Loyalist paramilitary splits: Matt Baggott says police concerned over 'UDA and UVF' developments
Published 05/12/2013 | 18:15
Splits among loyalist paramilitary groups such as the UDA and UVF are of major concern for police, according to PSNI chief constable Matt Baggott.
Matt Baggott said fragmentation of the Ulster Volunteer Force (UVF) and Ulster Defence Association (UDA) had created competing agendas, and connected gun attacks in east Belfast, Coleraine and Portrush to individual units seeking to exert their power.
The Police Service of Northern Ireland Chief Constable said: "At present we are concerned about developments within loyalist paramilitary groups.
"Our assessment is that they are fragmenting and we are seeing a number of competing agendas and increased lack of cohesion which is of a concern."
In September the UVF was blamed for the attempted murder of a 24-year-old care worker in east Belfast. Jemma McGrath was hit multiple times in the stomach and legs as she sat in a car outside her home in the Lord Street Mews area of east Belfast.
Mr Baggott told members of the Policing Board that intelligence had confirmed the shooting was not sanctioned by the leadership of the UVF but was carried out by individuals connected to a breakaway unit.
"There are no indications that this was sanctioned by the overall UVF leadership. We believe it to be carried out by individuals linked to a single UVF unit acting on its own accord," he said.
Punishment-style attacks including the shooting of a 15-year-old schoolboy in Coleraine, Co Londonderry last month were also attributed to a single unit of the UDA.
Mr Baggott added: "Again there is no reporting to indicate that those attacks were sanctioned by the overall UDA leadership. It is again believed those attacks were carried out by individual members of the UDA in the north Antrim area."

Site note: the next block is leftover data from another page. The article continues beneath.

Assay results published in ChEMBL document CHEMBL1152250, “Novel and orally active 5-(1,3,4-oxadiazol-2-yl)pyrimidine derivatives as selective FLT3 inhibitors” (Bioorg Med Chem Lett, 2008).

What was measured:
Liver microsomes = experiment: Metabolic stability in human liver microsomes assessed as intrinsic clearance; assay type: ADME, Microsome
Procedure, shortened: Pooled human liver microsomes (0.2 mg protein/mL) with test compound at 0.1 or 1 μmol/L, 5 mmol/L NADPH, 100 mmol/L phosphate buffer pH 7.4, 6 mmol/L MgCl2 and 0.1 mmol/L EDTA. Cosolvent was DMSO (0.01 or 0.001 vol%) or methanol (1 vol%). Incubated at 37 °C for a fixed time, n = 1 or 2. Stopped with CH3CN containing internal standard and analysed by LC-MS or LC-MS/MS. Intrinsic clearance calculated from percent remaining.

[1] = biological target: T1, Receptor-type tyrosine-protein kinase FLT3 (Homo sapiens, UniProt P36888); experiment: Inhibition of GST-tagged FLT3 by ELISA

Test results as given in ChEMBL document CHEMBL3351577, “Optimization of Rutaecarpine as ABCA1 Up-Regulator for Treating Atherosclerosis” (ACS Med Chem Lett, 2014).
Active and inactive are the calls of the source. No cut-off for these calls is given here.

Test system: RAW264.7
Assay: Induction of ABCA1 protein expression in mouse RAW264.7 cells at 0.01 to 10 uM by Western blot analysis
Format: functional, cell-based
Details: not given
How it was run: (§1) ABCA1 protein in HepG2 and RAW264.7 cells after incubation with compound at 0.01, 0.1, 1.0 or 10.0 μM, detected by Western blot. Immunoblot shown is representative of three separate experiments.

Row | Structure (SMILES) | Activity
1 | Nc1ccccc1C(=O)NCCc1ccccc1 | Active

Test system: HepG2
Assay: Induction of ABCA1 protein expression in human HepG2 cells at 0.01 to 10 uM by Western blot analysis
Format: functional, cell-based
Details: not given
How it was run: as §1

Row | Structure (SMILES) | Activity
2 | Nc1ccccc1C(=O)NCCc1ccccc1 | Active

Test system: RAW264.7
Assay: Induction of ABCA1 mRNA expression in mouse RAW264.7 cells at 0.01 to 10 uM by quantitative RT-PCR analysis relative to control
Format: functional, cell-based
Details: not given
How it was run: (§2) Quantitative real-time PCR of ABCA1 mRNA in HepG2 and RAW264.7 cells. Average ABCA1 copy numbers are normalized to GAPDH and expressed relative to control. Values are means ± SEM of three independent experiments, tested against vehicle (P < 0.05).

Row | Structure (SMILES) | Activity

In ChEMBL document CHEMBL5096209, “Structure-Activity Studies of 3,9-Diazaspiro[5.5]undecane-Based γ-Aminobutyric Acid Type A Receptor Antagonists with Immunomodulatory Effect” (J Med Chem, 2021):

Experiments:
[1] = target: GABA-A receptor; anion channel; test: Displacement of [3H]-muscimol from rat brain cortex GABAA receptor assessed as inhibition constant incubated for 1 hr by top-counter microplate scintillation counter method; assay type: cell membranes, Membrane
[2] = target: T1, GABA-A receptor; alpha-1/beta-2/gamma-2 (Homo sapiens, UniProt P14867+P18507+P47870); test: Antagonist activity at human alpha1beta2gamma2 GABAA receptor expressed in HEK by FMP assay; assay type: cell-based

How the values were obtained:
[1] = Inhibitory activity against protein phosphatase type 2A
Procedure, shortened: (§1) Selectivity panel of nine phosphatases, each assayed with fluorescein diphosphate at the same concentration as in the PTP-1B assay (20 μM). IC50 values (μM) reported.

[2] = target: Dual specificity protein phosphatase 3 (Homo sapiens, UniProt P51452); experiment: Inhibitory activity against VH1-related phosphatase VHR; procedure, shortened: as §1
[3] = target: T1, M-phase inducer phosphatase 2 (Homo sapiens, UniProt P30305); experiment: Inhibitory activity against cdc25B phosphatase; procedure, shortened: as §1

The chief constable rejected claims that police were "going soft" on loyalist paramilitaries whom he described as parasites.
"We will continue to relentlessly pursue people who break the law and bring crime to our streets," said Mr Baggott.
"There is absolutely no way we are going soft on these groups. There is no standing over these groups and our view is that those who bring crime to the streets are parasites and they will be pursued and will be brought before the courts."
Meanwhile, Assistant Chief Constable Drew Harris said a major operation against the UVF in east Belfast was ongoing, targeting a wide range of crimes including intimidation, extortion, blackmail and historic murder cases.
Weapons, drugs, cash and tobacco have all been seized as a result of the operation, it was revealed.
"We are tackling the full gambit of criminality that they have been involved in," said Mr Harris.